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China Expands Trials of Digital Electronic Wallets

China’s monetary authorities will designate more payment service institutions to develop digital RMB electronic wallets with complicated functions to satisfy various types of payment needs. The digital RMB e-wallet with smart contracts has a new feature that allows users to implement payment autonomously under certain conditions and rules. This system can prevent the illegal withdrawal of funds deposited in prepaid accounts. The digital RMB is expected to be one of the world’s first major sovereign digital currencies, and the central bank is gradually expanding its trials.

The digital RMB e-wallet is managed under a centralised system led by the central bank, which can verify the currency’s authenticity. It is designed with multilevel permissions for transferring funds. At the lowest level, users can deposit as much as 10,000 yuan ($1,562) of digital RMB in the wallet, and the maximum aggregate daily payment is 5,000 yuan, with a limit of 2,000 yuan for each transaction. For a higher level e-wallet, the maximum deposit will increase to 500,000 yuan, with limits of 50,000 yuan for each payment and 100,000 yuan for the daily aggregate payment.

On the same day, 350,000 residents of Shanghai each received a lucky draw bonus of 200 yuan in digital RMB, which was sent by designated commercial banks and payment service providers through various electronic wallet apps on smartphones. About 2 million users had applied for the bonus in Shanghai’s trial. Some experts predicted that the digital RMB could become the first central bank digital currency in circulation as early as 2022, ahead of other major economies, and cross-border usage may continue to grow.

Other experts predicted the digital RMB’s envisaged applications will be in tourism, payments, clearing and even central-bank swap lines. Chinese financial regulators see the digital RMB as one way to fend off potential threats from privately designed virtual currencies. Two online private commercial banks have been identified by the central bank as operational institutions of the digital RMB, providing currency exchange and circulation services.

The two dominant electronic payment platforms in China also offer the functions of an e-wallet. China’s six largest State-owned commercial banks have all opened digital wallets, which have also added applications to pay digital RMB to e-commerce platforms such as food delivery service.

The expansion of the digital RMB’s payment system will help connect different internet platforms. The digital RMB will coexist with other online payment platforms. The e-wallets are designed to satisfy different demands. Individuals and companies will be able to open customised e-wallets.

There will be many formats for e-wallets such as wearable devices and internet of things devices. The central bank has launched a hard wallet product loaded with a health code function for elderly people. This product not only provides convenient payment functions but also facilitates their safe travel while the pandemic continues.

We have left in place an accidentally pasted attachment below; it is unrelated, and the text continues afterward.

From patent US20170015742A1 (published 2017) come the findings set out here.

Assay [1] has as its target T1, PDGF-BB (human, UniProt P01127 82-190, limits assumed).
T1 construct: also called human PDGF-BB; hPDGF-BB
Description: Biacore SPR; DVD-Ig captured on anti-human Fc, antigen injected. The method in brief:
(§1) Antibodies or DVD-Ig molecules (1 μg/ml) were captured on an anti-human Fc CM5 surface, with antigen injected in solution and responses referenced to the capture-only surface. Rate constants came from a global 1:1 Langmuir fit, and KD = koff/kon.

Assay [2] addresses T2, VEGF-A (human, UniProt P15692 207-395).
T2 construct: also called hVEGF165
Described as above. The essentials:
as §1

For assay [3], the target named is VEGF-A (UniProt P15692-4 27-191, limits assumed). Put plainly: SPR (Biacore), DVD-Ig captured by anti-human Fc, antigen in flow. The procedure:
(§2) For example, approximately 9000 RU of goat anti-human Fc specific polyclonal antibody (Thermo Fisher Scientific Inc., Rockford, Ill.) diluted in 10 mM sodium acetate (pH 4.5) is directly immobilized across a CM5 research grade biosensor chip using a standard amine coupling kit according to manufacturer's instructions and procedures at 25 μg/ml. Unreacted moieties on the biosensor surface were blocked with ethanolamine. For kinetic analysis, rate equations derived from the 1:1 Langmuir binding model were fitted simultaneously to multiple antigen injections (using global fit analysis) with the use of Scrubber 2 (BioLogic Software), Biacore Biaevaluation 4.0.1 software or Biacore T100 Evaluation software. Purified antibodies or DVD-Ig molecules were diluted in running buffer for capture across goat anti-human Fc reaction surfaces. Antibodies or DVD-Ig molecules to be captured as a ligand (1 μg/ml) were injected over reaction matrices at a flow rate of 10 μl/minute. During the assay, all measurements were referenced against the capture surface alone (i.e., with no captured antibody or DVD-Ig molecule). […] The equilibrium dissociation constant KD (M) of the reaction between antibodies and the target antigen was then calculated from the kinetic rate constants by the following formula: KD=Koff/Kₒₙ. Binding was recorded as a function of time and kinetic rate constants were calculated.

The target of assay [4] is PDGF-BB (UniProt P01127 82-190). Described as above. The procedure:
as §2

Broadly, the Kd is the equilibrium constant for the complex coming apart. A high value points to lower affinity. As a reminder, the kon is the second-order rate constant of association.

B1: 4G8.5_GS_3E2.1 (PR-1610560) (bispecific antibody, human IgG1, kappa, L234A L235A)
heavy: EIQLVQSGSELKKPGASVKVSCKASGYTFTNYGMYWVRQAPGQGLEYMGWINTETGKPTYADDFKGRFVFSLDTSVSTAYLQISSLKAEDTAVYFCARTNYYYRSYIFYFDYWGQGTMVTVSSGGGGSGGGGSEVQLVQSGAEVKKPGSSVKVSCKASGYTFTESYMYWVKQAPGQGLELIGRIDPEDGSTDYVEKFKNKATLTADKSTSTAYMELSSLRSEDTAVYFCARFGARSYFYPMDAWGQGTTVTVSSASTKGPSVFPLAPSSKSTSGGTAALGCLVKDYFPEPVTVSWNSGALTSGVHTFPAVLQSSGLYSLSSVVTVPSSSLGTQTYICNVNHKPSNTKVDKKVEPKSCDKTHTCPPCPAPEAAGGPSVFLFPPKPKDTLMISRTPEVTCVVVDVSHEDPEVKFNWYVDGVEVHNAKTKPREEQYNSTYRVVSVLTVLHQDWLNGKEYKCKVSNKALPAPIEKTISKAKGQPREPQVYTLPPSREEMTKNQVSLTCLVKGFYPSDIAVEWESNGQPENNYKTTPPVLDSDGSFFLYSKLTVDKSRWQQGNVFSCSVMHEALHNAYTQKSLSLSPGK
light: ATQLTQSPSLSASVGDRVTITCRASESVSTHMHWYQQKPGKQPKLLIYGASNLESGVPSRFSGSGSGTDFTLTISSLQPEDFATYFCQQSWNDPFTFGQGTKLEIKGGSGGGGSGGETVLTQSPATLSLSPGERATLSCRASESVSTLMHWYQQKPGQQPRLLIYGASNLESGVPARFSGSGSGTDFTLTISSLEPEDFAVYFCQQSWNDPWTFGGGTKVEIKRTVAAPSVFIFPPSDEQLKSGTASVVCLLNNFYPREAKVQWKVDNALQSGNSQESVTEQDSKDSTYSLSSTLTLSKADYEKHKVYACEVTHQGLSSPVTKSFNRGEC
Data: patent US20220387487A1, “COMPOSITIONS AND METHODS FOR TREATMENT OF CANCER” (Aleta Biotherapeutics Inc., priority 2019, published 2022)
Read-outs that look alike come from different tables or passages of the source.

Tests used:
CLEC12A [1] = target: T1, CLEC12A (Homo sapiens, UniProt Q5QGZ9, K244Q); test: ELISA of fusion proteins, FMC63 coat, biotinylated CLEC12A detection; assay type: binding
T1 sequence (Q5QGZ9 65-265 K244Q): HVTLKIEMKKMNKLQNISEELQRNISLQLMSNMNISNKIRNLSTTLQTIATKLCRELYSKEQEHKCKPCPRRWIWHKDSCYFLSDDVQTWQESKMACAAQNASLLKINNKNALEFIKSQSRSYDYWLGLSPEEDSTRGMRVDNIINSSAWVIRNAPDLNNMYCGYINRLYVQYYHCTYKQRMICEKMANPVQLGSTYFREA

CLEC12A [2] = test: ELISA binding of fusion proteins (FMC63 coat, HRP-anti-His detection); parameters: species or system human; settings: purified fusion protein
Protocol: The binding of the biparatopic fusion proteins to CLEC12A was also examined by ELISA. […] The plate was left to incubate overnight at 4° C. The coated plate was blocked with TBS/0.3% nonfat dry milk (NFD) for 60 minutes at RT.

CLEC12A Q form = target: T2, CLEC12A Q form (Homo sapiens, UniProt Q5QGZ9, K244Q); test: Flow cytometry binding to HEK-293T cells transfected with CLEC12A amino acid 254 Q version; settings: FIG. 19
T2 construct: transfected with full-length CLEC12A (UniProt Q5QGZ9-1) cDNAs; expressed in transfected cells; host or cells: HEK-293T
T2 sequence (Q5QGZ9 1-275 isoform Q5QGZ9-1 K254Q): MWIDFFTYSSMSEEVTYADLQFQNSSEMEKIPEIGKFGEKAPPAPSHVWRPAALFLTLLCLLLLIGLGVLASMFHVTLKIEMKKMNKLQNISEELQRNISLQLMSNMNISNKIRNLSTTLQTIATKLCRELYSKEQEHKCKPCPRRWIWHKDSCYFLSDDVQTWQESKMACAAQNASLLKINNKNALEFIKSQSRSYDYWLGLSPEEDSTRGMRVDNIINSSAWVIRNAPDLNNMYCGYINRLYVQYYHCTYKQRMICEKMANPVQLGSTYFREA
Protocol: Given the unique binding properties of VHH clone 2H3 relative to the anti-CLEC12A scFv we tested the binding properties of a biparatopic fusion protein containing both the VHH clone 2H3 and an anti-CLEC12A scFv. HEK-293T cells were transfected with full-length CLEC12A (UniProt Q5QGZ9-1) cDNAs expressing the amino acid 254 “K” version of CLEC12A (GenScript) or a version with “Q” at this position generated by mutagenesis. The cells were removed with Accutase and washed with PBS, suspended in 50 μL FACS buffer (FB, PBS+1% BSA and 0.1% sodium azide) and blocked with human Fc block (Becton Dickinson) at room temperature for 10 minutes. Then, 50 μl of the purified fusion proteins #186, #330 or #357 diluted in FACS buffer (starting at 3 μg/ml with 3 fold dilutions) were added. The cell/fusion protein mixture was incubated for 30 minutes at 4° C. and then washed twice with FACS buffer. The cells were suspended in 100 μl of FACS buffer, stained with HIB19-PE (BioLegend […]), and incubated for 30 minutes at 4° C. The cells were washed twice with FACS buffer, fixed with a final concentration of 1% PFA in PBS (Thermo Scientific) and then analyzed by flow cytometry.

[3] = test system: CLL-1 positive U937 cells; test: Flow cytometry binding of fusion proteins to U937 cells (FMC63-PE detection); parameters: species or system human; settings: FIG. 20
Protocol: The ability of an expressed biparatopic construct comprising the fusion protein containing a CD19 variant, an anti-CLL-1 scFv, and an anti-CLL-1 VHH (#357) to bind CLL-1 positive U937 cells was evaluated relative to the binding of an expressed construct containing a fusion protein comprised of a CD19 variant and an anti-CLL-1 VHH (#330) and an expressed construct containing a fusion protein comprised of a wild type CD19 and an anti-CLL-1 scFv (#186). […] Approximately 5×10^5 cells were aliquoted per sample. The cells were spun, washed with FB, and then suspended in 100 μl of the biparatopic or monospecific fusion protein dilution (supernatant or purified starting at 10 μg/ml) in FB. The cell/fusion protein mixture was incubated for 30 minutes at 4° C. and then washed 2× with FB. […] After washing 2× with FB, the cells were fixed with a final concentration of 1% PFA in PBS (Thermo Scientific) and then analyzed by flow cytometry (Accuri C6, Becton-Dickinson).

As reported by OpenGov Asia, China has urged a digital transformation in the financial industry in response to the increasing uncertainty from the COVID-19 pandemic. The volatility has also created unprecedented opportunities for digitalisation across the world, and the financial industry continues to explore openings to embrace technology and uncover new areas of growth.

Chinese fintech strategies combined with current digital transformation trends will likely produce the following footprints:

  • Fintech industries will be more online, open, and intelligent: Industries will convert more traditional services from offline to online and build an omnichannel strategy by tapping into emerging channels. They will apply artificial intelligence (AI) applications to online business with matching needs from both retail and corporate customers. They will create more data streams and use cases to strengthen client relations.
  • New technologies and applications will be introduced to improve operational efficiency with emphasis on data factor: Industries will focus on the introduction of smart operations, smart risk management, and smart customer relationship management (CRM) with the integration of low-code SaaS applications. They deploy blockchain applications to build and expand a trusted financial service environment, piloting applications such as traceability, authentic right, trusted execution environment, and multi-stakeholder transactions.
  • Integration of the industrial internet: China will focus on several core industries, deep dive into specific business scenarios, and connect financial services to the chain of transaction-account-data. China will help traditional industry clients with digital transformation to generate new service opportunities because Chinese banks normally have better technological capabilities than traditional clients.
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